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Design Classics

Barcelona Chair, 1929

Designer: Ludwig Mies van der Rohe
Manufacturer: Knoll

Ludwig Mies, along with Frank Lloyd Wright and Le Corbusier, was one of the avatars of 20th-century architecture. The son of a German stonemason, he added the “van der” and his mother's maiden name to distance himself from his working-class roots. He was a director of the famed Bauhaus design school until the Nazis shut it down in 1933. Then he emigrated to the United States, where he taught and practised architecture. He went on to design such modern monuments as the Seagram's Building in New York and its Toronto look-alike, the Toronto-Dominion Centre. He is famous for the minimalist manifesto “less is more.”

The Barcelona chair and ottoman were designed for the German pavilion at the 1929 Barcelona International Exposition. The temporary yet infinitely influential structure – with its uninterrupted flow of space, reflecting pool and walls of green marble, onyx and frosted glass – was a ceremonial building used “to receive a king, a dictator, an ambassador.” Mies thought a chair for such a purpose “had to seem elegant, costly, it had to be monumental ... you couldn't use a kitchen chair.”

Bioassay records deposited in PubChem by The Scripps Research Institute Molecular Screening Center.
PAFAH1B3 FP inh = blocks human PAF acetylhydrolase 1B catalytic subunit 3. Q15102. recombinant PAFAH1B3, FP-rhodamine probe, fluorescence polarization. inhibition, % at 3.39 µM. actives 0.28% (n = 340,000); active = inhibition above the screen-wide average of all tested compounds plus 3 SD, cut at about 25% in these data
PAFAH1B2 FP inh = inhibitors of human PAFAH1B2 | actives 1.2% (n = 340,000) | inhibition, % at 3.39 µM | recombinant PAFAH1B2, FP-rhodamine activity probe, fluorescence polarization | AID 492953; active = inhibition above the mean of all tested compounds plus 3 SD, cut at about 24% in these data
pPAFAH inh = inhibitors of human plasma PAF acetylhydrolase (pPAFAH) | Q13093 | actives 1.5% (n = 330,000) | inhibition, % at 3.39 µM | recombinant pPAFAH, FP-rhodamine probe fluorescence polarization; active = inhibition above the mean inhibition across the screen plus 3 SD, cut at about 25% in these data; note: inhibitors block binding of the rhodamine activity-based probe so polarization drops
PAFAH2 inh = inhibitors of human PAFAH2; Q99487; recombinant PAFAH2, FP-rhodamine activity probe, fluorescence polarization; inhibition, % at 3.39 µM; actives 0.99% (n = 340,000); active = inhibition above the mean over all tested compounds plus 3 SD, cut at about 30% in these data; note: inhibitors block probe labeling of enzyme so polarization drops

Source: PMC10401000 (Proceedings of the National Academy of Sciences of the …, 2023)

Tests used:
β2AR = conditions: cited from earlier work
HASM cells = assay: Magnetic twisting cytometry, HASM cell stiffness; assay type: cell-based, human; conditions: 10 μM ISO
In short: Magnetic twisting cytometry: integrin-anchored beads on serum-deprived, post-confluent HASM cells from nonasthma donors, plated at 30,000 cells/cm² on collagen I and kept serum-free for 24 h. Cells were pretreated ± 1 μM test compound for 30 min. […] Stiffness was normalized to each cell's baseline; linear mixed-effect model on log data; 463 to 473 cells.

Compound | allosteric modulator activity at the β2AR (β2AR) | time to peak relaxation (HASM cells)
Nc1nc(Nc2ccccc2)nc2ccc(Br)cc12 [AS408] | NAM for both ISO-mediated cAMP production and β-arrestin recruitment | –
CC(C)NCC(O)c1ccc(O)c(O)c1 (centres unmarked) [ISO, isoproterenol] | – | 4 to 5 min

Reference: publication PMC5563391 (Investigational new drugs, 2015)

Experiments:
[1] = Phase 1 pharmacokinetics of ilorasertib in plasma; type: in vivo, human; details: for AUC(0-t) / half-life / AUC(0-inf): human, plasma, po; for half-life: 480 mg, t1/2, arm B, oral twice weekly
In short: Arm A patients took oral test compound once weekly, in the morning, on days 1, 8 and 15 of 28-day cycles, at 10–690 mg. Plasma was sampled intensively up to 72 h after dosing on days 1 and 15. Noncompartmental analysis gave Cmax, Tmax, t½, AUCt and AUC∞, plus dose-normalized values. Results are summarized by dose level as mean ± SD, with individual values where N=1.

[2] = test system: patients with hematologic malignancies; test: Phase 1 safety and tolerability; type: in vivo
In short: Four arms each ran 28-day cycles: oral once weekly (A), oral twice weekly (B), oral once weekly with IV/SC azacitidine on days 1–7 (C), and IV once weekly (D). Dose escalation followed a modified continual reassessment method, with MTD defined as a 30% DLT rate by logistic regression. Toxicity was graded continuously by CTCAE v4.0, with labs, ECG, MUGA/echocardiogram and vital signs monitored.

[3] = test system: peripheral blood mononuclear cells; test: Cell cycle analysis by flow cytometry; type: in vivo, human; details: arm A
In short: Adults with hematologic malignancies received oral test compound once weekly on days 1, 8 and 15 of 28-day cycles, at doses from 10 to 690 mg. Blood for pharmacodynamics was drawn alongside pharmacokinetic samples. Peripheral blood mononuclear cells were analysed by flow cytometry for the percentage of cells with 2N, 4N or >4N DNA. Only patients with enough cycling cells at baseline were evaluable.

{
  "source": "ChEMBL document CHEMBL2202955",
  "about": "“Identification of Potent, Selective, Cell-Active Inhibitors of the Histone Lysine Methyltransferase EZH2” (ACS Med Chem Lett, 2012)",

Inspired by an Egyptian ceremonial stool, the chair is a sinuous welded and hand-polished x-shaped stainless steel frame with beefy leather straps that support tufted leather cushions (the original version was white leather) sewn from 40 individual leather panels. An overlooked fact: Mies worked on the chair with interior designer Lilly Reich – another example of a collaboration where the woman is a missing partner in design history!

Mies reported that a chair “is a very difficult object to design ... there are endless possibilities and many problems. It is almost easier to build a skyscraper than a good chair.” Few would argue that this is anything but a good chair and it has endured as long as Mies's buildings. With its modern materials and staggering amount of hand work, the Barcelona chair is generous in scale, refined, comfortable, opulent, modern and, in the best quality versions, expensive. It's informally formal, yet light on its feet.

National Post, February 23, 2006.